Blackbird perched on a branch (c) Elle Lee


Blackbirds are ground feeders pulling worms and pecking at insects and berries at the bottom of hedgerows. The males are all black and the females all brown except for the yellow-orange eye ring and beak. Breeding males establish their territories early in the year with rich warbling songs, and a pair may hold their territory throughout the year if the climate is favourable.

Blackbirds are one of the commonest birds in Britain and there are thought to be over four million breeding pairs, although their numbers have suffered in the last 25 years. Albino blackbirds are not uncommon and many have white patches of feathers. Completely white individuals seldom survive, as they are more conspicuous to predators.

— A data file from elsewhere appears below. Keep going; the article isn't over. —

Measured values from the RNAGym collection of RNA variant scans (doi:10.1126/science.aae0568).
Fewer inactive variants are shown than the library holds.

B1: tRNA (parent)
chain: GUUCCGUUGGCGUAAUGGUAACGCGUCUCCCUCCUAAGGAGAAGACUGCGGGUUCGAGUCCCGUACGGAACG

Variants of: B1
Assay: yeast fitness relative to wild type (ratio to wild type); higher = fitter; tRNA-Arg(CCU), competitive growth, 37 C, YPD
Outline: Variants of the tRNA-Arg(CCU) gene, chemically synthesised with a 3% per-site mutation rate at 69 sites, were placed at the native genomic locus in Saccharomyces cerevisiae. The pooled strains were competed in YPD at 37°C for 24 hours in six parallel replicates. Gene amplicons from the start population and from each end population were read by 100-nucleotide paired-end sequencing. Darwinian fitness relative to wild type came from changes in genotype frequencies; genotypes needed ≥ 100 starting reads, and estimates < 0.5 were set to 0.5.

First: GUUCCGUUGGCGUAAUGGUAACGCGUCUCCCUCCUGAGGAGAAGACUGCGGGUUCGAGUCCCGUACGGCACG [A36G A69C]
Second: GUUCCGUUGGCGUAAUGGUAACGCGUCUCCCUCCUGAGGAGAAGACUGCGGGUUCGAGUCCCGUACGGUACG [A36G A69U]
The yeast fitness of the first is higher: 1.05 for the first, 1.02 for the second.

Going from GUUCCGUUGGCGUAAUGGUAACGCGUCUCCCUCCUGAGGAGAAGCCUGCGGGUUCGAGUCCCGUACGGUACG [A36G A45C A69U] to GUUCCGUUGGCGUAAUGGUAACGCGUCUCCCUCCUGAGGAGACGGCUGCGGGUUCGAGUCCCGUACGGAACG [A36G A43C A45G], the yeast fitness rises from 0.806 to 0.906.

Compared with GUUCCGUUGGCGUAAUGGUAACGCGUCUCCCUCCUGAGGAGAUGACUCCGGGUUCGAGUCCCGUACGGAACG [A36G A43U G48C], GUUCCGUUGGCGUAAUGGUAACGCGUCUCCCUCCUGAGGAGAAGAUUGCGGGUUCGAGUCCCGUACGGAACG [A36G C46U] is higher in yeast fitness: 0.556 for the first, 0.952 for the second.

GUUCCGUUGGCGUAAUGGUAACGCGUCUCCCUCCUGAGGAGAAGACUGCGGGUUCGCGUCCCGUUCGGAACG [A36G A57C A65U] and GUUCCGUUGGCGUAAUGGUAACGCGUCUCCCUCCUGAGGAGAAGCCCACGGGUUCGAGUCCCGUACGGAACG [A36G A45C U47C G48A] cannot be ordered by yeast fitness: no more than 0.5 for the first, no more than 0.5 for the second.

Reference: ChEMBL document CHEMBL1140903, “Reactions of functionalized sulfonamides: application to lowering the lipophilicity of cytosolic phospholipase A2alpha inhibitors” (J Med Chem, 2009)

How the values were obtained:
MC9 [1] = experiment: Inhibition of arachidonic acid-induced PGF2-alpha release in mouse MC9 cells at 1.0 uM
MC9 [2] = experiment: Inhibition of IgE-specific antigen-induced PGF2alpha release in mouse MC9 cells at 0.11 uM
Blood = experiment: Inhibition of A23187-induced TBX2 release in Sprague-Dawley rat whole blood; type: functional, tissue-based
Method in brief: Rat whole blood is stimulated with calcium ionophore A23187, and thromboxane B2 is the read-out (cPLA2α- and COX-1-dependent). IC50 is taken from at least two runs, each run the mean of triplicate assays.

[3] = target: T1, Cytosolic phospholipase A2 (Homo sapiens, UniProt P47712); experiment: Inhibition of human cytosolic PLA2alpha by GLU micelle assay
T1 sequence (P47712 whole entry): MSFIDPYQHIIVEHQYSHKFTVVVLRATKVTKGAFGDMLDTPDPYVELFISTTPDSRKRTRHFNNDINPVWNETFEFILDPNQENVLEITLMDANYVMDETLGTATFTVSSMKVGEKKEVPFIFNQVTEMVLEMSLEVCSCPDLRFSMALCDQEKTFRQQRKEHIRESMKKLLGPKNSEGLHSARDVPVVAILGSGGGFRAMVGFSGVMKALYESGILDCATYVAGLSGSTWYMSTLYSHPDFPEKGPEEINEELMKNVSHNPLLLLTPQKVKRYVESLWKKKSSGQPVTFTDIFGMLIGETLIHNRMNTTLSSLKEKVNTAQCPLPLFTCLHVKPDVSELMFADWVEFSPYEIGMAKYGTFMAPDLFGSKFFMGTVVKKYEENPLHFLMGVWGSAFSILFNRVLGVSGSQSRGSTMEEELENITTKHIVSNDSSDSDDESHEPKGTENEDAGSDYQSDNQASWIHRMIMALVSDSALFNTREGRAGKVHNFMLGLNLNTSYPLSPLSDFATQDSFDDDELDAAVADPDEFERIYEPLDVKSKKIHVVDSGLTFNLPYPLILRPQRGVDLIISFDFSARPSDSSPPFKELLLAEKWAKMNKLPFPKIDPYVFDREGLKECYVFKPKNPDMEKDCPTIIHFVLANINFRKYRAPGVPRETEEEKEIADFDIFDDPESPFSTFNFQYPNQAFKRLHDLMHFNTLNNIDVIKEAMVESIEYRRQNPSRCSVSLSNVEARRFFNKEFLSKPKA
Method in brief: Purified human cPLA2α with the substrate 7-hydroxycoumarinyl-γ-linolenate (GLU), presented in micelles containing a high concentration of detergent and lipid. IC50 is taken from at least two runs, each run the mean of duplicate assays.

Scientific name: Turdus merula

Rank: Species

Common names:

  • Common blackbird,
  • Eurasian blackbird

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Map showing the distribution of the Blackbird taxa

Species range provided by WWF's Wildfinder.

The Blackbird can be found in a number of locations including: Asia, China, Europe, Mediterranean, United Kingdom, Wales, Ynys-hir nature reserve. Find out more about these places and what else lives there.


The following habitats are found across the Blackbird distribution range. Find out more about these environments, what it takes to live there and what else inhabits them.

Additional data source: Animal Diversity Web

Conservation Status

Least Concern

  1. EX - Extinct
  2. EW
  3. CR - Threatened
  4. EN - Threatened
  5. VU - Threatened
  6. NT
  7. LC - Least concern

Year assessed: 2009

Classified by: IUCN 3.1


Characters we've followed

BBC News about Blackbird

  • British birds are bouncing back A national survey by the RSPB records a rise in the populations of small birds, including long-tailed tits, goldcrests and coal tits.

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